## Abstract

The study of geology has always attracted and profited from the efforts of dedicated amateurs. Even after its emergence at the beginning of the nineteenth century as a fully independent branch of science, the appearance of a growing cadre of professional geologists stimulated rather than inhibited the activity of a still larger band of amateurs. In England especially, geology was the popular science *par excellence*. Clergymen, professional men, scholars, leisured gentlemen, and scientists from other branches of science were all attracted to its problems. They filled the geological societies and made important contributions to the literature of the maturing science. Kelvin was such an amateur.

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### References

- 1.Thompson (1910),
*Kelvin*, I: 9–10.Google Scholar - 2.
*Ibid*., I: 185–188. Even the title of this dissertation is in some doubt. Thompson recorded it as “De Caloris distributione per terrae corpus,” while Kelvin referred to it as “De Motu Caloris per Terrae Corpus.” See Kelvin (1882–1911),*Mathematical Papers*, III: 295.Google Scholar - 3.Kelvin (1852),
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*Thèorie analytique de la chaleur*.) and read by Kelvin in 1840. Moreover, Kelvin’s first published paper, prepared before he entered Cambridge in 1841, was a defense of part of Fourier’s theory, while his subsequent work makes it clear that the problems of heat transfer, including their application to the earth itself, occupied a significant part of his attention over the next several decades.Google Scholar - (See Thompson (1910),
*Kelvin*, I: 14–22.)Google Scholar - 32.In 1849, Forbes was engaged in a five-year series of observations of temperature gradients in different minerals and at different depths in several locations around Edinburgh. Kelvin apparently assisted him for a while and made use of the data gathered for many years. (See: Thompson (1910),
*Kelvin*, I: 210Google Scholar - Shairp, Tait, and Adams (1873),
*Life of Forbes*, pp. 463–464.)Google Scholar - Forbes also provided additional data when Kelvin was preparing “On the Secular Cooling of the Earth” in 1861. (See letter from Forbes to J. Phillips in Phillips’ (1869),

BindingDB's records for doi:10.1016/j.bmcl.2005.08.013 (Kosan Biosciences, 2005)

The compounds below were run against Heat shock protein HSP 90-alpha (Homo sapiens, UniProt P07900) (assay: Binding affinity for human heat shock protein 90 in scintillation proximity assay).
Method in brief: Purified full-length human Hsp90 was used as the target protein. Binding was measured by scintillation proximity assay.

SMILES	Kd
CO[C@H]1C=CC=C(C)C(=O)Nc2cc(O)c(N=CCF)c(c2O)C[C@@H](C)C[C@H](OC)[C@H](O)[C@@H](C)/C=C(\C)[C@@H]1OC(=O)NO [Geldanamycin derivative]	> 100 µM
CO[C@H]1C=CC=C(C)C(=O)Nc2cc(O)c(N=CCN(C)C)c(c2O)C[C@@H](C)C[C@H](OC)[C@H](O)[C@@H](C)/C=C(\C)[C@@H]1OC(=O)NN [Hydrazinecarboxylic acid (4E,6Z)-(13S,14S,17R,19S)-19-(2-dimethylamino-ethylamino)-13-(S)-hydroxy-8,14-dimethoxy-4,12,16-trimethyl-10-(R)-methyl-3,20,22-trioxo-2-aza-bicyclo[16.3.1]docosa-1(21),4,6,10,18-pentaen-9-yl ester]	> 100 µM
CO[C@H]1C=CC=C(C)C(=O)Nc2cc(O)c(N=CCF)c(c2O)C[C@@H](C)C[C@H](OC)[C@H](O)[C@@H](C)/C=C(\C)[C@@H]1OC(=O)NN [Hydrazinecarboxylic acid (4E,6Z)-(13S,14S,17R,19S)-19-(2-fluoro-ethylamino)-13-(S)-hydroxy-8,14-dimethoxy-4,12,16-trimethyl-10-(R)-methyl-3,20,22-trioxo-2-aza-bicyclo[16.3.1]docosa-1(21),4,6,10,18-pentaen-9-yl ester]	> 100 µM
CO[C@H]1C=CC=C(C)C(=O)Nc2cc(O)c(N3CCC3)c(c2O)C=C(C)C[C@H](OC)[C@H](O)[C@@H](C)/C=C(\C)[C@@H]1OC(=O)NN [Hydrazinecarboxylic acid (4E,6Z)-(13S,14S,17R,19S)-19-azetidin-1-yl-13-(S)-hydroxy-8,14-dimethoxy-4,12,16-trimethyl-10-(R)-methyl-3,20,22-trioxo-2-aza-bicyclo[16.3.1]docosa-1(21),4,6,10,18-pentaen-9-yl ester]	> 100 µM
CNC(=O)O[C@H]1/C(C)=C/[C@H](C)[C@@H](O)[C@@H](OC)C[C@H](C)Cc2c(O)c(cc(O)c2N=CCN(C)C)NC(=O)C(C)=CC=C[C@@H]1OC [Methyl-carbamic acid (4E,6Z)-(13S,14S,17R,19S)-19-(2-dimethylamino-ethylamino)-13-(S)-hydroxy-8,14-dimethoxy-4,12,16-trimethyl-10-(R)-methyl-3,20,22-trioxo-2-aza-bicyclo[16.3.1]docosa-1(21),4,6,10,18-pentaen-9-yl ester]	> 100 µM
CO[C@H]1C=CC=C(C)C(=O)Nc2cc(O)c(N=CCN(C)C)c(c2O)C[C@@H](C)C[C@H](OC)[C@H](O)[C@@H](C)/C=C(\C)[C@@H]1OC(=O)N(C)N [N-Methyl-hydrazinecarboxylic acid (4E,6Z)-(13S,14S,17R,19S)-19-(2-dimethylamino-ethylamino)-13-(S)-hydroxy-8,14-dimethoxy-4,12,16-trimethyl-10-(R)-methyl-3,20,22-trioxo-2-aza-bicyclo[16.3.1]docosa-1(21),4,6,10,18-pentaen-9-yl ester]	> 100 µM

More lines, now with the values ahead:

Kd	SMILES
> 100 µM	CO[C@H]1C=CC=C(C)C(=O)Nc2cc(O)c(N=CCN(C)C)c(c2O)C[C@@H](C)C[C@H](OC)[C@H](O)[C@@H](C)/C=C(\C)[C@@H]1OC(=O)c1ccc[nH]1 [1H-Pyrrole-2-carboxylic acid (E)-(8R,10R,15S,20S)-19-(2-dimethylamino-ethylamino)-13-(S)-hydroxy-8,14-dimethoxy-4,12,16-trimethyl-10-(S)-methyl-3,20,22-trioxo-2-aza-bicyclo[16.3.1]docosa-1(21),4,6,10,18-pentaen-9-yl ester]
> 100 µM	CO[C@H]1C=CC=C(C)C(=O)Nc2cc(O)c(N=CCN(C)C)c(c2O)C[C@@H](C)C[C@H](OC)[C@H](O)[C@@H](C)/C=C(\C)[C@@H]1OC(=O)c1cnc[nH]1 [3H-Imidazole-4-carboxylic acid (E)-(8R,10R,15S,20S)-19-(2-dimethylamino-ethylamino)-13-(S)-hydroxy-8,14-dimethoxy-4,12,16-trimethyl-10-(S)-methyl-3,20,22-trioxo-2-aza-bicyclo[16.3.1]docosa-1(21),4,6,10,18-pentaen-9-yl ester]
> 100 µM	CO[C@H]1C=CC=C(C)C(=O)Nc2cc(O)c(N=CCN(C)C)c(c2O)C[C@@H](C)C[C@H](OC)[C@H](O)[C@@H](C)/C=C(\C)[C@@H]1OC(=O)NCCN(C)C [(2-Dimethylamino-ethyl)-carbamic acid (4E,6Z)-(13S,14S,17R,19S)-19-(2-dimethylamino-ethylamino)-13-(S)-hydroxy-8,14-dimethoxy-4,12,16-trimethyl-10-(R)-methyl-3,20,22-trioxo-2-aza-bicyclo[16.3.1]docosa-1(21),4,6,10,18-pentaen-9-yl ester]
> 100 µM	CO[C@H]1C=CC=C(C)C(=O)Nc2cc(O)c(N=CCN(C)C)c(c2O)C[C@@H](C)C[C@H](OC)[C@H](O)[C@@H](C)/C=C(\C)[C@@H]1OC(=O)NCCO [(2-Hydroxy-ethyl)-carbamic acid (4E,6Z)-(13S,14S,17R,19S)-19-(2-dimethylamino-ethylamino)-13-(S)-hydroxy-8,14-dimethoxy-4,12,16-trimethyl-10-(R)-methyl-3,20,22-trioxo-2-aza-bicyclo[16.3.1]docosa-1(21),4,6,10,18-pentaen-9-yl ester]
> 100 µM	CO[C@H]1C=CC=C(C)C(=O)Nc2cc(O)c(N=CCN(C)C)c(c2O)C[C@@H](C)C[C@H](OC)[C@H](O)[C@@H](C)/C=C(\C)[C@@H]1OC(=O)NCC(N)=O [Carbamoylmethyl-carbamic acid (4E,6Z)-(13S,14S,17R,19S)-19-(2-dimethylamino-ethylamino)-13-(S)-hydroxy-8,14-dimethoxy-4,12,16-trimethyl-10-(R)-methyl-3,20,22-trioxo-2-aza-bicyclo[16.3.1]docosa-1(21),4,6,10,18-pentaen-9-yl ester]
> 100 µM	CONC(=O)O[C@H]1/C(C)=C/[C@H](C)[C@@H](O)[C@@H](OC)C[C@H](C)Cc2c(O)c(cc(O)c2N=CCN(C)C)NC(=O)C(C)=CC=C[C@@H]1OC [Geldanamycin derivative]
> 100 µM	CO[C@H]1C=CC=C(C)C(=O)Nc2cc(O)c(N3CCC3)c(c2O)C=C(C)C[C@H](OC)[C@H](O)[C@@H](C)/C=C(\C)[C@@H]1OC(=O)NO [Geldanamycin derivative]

*Vesuvius*, pp. 345–347.)Google Scholar - Between those dates, Kelvin published several papers on the problem of underground heat in which many of the elements of his subsequent calculation of time were developed, although the age of the earth itself was not mentioned. (See: Kelvin (1855),
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*Geological Time*.Google Scholar - According to S. P. Thompson, this address may have been read for Kelvin, since at about this time his wife’s continued ill health carried him to the continent and for many months he read no other papers. (See: Thompson (1910),
*Kelvin*, I: 527.)Google Scholar - 39.Kant (1755),
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*Geological Changes and the Earth’s Rotation*;Google Scholar - Kelvin (1876),
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*Dissipation of Mechanical Energy*, p. 514. (My italics)Google Scholar - 49.Kelvin (1863a),
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*Kelvin*, II: 779.Google Scholar - 50.Kelvin (1895a),
*Age of the Earth*, p. 227. The full importance of the exchange with Perry is discussed in Chapter 5.Google Scholar - 51.Kelvin (1876),
*Review of the Evidence*, pp. 238–43.Google Scholar - 52.Kelvin never published an endorsement of the implications of radioactivity for geological time. On the contrary, as is discussed in Chapter 6, he opposed the idea that radioactive materials could spontaneously emit heat without being supplied by an outside source. Nonetheless, J. J. Thomson reports that in private conversation Kelvin did concede that his theories had been overthrown. (See: Thomson, J. J. (1936),
*Recollections*, p. 420.)Google Scholar - 53.Archibald Geikie attributed to Joseph Larmor the following statement, supposedly uttered at Kelvin’s funeral: “Conceive a perfectly level line drawn from the summit of Newton’s genius across all the intervening generations; probably the only man who reached it in these two centuries has been Kelvin.” Geikie, A. (1924),
*Autobiography*, pp. 350–351.Google Scholar - Such opinions, if not quite so extreme or poetic, were common, ranging from Helmholtz’s opinion of the young Kelvin (Thompson (1910),
*Kelvin*, 1:310, 324–25)Google Scholar - Frank Harris’ observation on the leader of British science (Harris (1963),
*Life and Loves*, p. 389).Google Scholar - 54.Quoted in King, A. G. (1925),
*Kelvin the Man*, p. 96.Google Scholar - 55.A brief but authoritative discussion of this point is given in Thomson, J. J. (1936),
*Recollections*, p. 421.Google Scholar - 56.Perry (1895a),
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*Origin of Species*.Google Scholar - 58.Thompson (1910),
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*Kelvin the Man*, pp. 28–31.Google Scholar - This opinion, it should be noted, is directly contrary to that expressed in Eiseley (1961),
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*Darwin’s Religious Views*.)Google Scholar - 62.Hutton (1788),
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*Strategy of Lyell’s Principles*, especially pp. 7–8.Google Scholar - 64.Kelvin makes this point specifically clear several times, as for example in Kelvin (1863a),
*Secular Cooling*, p. 295Google Scholar - Kelvin (1871b),
*Geological Dynamics*, p. 77.Google Scholar

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© Science History Publications 1975